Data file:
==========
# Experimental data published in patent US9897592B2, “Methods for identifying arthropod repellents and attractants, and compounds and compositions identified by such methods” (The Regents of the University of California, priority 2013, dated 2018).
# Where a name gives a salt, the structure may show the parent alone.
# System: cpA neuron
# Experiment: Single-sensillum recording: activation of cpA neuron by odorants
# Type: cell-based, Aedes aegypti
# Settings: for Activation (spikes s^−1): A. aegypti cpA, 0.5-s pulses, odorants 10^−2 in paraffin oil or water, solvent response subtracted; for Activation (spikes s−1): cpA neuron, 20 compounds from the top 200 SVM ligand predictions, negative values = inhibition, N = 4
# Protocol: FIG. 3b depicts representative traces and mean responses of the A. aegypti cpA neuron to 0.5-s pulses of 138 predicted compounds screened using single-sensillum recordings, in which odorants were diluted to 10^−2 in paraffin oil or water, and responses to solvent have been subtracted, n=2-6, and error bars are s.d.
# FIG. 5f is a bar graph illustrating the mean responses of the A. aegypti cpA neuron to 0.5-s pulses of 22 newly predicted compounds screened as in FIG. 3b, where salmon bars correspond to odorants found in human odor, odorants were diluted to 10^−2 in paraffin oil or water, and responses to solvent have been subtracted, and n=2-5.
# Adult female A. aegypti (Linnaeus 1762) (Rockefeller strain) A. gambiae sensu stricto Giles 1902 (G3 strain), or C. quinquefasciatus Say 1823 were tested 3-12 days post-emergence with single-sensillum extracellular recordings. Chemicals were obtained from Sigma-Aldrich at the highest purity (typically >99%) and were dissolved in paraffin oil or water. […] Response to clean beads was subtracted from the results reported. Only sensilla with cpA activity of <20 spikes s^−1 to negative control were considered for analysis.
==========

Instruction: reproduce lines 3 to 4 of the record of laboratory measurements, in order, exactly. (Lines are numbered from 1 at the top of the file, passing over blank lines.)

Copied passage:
# System: cpA neuron
# Experiment: Single-sensillum recording: activation of cpA neuron by odorants